People’s responses to antinutrients can vary widely. Some individuals may be more sensitive to certain antinutrients and experience adverse effects, while others may not notice any negative impacts.

What is the truth about antinutrients?

As the topic of antinutrients gains attention in the world of nutrition, several myths and misconceptions have emerged, leading to confusion and misinformation. 

Let’s debunk some of the most common myths and shed light on the facts surrounding antinutrients:

Myth 1: Antinutrients are toxic and harmful to health

Fact: While antinutrients can interfere with nutrient absorption, they are not toxic when consumed in moderation. 

Many antinutrient-rich foods are part of healthy diets worldwide and offer valuable nutrients and health benefits.

Myth 2: Antinutrients always lead to nutrient deficiencies

Fact: The impact of antinutrients on nutrient absorption varies among individuals and depends on overall dietary choices. 

A well-rounded diet that includes a variety of nutrient-dense foods can compensate for any potential reduction in nutrient absorption caused by antinutrients.

Myth 3: Antinutrients cause chronic diseases

Fact: Antinutrients are not causative factors for chronic diseases on their own. Chronic diseases are multifactorial, and their development depends on various lifestyle factors, genetics, and overall dietary patterns.

Myth 4: Antinutrients should be eliminated from a vegan or vegetarian diet

Fact: Vegan and vegetarian diets can provide adequate nutrition, even antinutrients. 

By incorporating a diverse range of plant-based foods and employing food preparation methods that reduce antinutrient levels, these diets can be nutritionally complete.

Myth 5: Antinutrients are present only in unhealthy foods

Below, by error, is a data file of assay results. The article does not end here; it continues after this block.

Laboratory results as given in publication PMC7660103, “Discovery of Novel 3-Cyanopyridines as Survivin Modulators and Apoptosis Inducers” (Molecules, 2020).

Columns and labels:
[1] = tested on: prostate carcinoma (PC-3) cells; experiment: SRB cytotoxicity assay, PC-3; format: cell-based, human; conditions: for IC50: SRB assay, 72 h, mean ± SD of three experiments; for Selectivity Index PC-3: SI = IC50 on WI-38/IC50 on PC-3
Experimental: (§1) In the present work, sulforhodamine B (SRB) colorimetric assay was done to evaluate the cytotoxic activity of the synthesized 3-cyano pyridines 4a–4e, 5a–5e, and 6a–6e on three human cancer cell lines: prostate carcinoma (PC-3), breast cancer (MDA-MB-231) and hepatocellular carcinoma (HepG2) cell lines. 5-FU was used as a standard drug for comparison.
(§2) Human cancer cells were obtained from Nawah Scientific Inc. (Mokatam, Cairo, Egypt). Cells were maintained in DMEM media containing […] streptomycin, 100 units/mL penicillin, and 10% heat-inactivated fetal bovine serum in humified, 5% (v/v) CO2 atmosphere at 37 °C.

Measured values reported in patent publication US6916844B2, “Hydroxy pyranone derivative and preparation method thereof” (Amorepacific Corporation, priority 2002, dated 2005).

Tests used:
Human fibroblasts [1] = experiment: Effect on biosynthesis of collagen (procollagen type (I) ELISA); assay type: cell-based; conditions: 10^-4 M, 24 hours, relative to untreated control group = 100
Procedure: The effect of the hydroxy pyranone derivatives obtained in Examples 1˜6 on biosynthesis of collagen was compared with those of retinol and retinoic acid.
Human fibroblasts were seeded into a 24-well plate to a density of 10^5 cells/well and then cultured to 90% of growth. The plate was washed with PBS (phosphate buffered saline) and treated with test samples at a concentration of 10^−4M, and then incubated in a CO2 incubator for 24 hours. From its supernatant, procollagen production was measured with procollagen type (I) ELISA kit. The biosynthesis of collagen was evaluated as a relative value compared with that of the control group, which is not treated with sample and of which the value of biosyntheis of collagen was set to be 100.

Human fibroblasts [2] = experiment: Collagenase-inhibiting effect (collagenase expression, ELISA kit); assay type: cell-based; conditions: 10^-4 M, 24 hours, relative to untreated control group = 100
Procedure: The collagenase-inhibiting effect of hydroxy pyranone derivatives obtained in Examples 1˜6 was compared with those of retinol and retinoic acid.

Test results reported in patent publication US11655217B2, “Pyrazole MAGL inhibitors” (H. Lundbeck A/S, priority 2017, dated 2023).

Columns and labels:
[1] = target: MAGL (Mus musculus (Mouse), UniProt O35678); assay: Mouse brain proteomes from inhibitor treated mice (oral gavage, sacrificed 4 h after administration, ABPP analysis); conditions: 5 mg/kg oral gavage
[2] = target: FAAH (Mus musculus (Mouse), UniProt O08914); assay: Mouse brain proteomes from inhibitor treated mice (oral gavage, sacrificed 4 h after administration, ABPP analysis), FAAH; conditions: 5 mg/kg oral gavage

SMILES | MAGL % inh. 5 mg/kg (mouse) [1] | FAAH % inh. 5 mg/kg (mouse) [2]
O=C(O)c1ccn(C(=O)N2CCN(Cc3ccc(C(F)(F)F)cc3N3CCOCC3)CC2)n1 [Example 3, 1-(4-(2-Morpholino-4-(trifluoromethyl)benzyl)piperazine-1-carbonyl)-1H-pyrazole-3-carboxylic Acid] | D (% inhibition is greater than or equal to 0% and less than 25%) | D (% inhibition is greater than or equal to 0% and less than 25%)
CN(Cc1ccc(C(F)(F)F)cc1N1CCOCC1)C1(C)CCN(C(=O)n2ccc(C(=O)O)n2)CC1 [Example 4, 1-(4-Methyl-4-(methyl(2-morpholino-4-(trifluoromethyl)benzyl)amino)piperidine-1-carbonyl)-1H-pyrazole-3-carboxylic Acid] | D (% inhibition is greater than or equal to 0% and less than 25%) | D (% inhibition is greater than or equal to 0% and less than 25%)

Fact: Antinutrients are found in various plant-based foods, including nutrient-rich options like whole grains, nuts, and seeds. 

These foods offer valuable nutrients and health benefits, making them essential components of a balanced diet.

What does each antinutrient do to the body?

Antinutrients are naturally occurring compounds found in various everyday foods, including some nutrient-rich options. 

While these compounds may impact nutrient absorption and digestion, many of these foods also offer valuable health benefits. Let’s explore some everyday foods that contain antinutrients:


• Antinutrient: Phytic acid (phytates)

• Examples: Whole grains like wheat, rice, oats, and barley contain phytic acid in their bran layer. Phytic acid’s presence in grains is essential for the plant’s reproductive processes and acts as a natural defense mechanism.



• Antinutrients: Phytic acid (phytates), lectins, protease inhibitors

• Examples: Beans (e.g., kidney beans, black beans, chickpeas), lentils, and peanuts contain varying antinutrients. Soaking, sprouting, or cooking legumes can help reduce their antinutrient content.

Nuts and seeds

• Antinutrient: Phytic acid (phytates)

• Examples: Almonds, walnuts, sunflower seeds, and pumpkin seeds contain phytic acid in their protective outer layers. Roasting or soaking nuts and seeds can help reduce phytic acid levels.

Leafy greens and vegetables

• Antinutrient: Oxalates (oxalic acid)

• Examples: Spinach, kale, beet greens, and rhubarb are rich in oxalates. Cooking or pairing these vegetables with calcium-rich foods can mitigate their effects on calcium absorption.

Tea and coffee

• Antinutrient: Tannins

• Examples: Tea leaves and coffee beans contain tannins, which can reduce iron absorption. Consuming tea or coffee with meals may affect iron absorption from plant-based foods.

Nightshade and vegetables

• Antinutrient: Lectins

• Examples: Tomatoes, peppers, eggplants, and potatoes belong to the nightshade family and contain lectins. Cooking and peeling can reduce lectin levels in these vegetables.

Wholegrains and dairy

• Antinutrient: Protease Inhibitors [3]

• Examples: Some whole grains and certain dairy products contain protease inhibitors, which can hinder protein digestion. Cooking or fermenting these foods can help reduce protease inhibitor levels.

How do you deal with antinutrients?

While antinutrients are naturally present in many foods, there are practical strategies to minimize their impact and optimize nutrient absorption. 

By incorporating these tips into your daily routine, you can make the most of the nutritional benefits offered by various foods.